Plating the wooden platter – such a second-decade-of-the-New-Millennium issue
This blogisode isn’t quite what I had planned so ambitiously after Episode 14 A. But hopefully it will be a readable interim romp through some cafes I often frequent in my inner Brisbane urban habitat. Many are great, though some I have certainly found wanting.
Firstly, a few days ago I had a late breakfast at the good old Moray cafe. I was slightly alarmed to find that they now plate the vege brekkie/brunch on a wooden board. The different ingredients are very artistically arranged a la Masterchef, although it is rather intimidating and difficult to work out where to start. While you valiantly engage with and ultimately desecrate this work of art, bits and pieces do tend to move around and threaten to slip off the wooden slab quite alarmingly. As Dorothea said to me only last weekend, when she finds herself again at certain places that are about to serve her meal on a trendy wooden board, she intends to request that the food be plated on an ordinary plate. For her, the flat piece of wood is a step too far.
For many of us, that ‘step too far’ related to eating out includes super-noisy places where you can’t hear your companion across the table, indifferent service, smug plating of tiny morsels, impossible menu descriptions with ingredients that require you to have to beg a definition regarding what on earth the dish is….
Perfect French decadence
The French patisserie in Barker Street New Farm poses yet another consumer hazard, far worse than the embarrassments of feeling awkward while chasing slippery food around a flat wooden platter, or not understanding the title of an elusive ingredient. I really need to be given an electric shock every time I am about to order and consume the rich gorgeous delicacies at Chouquette. I am sure that just about everyone queuing up at the counter, viewing the multitude of potentially deadly but completely irresistible temptations, feels much the same. The customers also try out their school French and fantasise at the same time that they have been teleported to an actual Parisian patisserie. This is definitely soul food.
What’s in a name?
One cafe around the corner from Chouquette is Ponycat, also a relatively new establishment in New Farm. It is open from early mornings till about 3pm. At least Chouquette has the decency to stay open til 5 pm from Wed – Sat, for those late-ish afternoon teatime treats. I overheard the Ponycat owner explain the reason for the rather odd name. Apparently one of his friends chose it when she was stoned – at least I think he said that. I will stand corrected if anyone knows an alternate truth. The food here is pretty good, the service ok, and they serve acceptable coffee I understand.
Aside: Not being a connoisseur of coffee I am afraid that I cannot be the judge on that fundamental ingredient for any of these cafes. Hence I have to confess that I am an unreliable cafe connoisseur. Shock, horror, I even order decaf and I am becoming a connoisseur in that department – an unrecognised and unappreciated talent. Yet I am often made to have an alternative such as chai latte. Sigh. Still nice people don’t mind being seen with me at cafes.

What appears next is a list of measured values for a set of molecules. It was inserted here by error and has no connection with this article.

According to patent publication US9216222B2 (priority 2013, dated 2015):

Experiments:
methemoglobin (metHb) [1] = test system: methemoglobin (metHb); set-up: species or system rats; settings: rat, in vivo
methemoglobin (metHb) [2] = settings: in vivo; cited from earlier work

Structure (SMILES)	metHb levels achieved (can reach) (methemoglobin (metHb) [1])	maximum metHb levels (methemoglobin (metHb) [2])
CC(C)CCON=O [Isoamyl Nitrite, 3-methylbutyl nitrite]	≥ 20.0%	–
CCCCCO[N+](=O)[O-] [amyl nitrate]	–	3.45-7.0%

Ponycat also serves breakfast and lunch throughout the day; as far as I’m aware there is no limbozone gap between breakfast finishing and lunch beginning. Many a cafe used to present with such a gap, which my friends and I have often encountered, although more and more places are now doing the overlapping meal roster which is very heartening. For instance, the Moray Cafe used to be rigid in its division, but now has breakfast til 3pm and lunch from 11.30 a.m., so no yawning hungry gaps occurring there.
Waltzing at the Strauss – a very inner-city adventure
Hence my surprise in the City recently (yes, I sometimes leave New Farm), when I disovered that the very trendy cafe Strauss has a deadzone from 11 − 11.30 a.m., when no food is served. Hopefully they will work out how to get around this dilemma soon, although, maybe, from their business perspective, this issue isn’t a high priority. I have enjoyed coffee at Strauss – well chai latte – being purists they don’t serve decaf. Also I have enjoyed their late afternoon wine with a lovely cheese platter. My friend Catherine had the charcuterie platter. It is also heartening to see sought-after cafes opening up in lane ways, giving the inner city and the Valley a welcome Melbourne/Parisian feel.
Cruising out of the Cru Bar
On the other hand, regarding the gaping hole factor, I always remember with fondness being thrown out of the Cru Bar in James Street with several friends, because we complained when they wouldn’t serve us any actual food between 11am and 12 noon, due to issues with the kitchen and the chef. I have become very tired of that excuse.
We also wear that Cru Bar expulsion incident as a badge of honour (no photo of Cru Bar…I don’t wish to promote it).
A double treat: Double Shot and the Sourced Grocer
The very popular cafe in Oxlade Drive, Double Shot, opens from Wednesday to Sunday from 6am to mid-afternoon. This is run by two guys originally from Melbourne, and the quality of the food, drink and service is very high. As with one of my favourite restaurants, Beccofino in Teneriffe, they don’t take reservations. But they do graciously bring me whatever I order for my delight into the hairdresser next door, which is much appreciated.
At least the Moray Cafe and the Little Larder in Moray Street do allow bookings, which can be very handy sometimes, especially with large groups. Double Shot, like The Sourced Grocer in Florence Street, also serve many of their meals on wooden platters. Crushed herbed avocado on toast is a recurring theme at both these establishments. While I find The Sourced Grocer/Cafe a tad pretentious, I really want to like this establishment, as many of my friends swear by it. You can buy organic produce there as well in the tempting grocery store at the back, which is a bonus.
Quite a find with sunny service and good food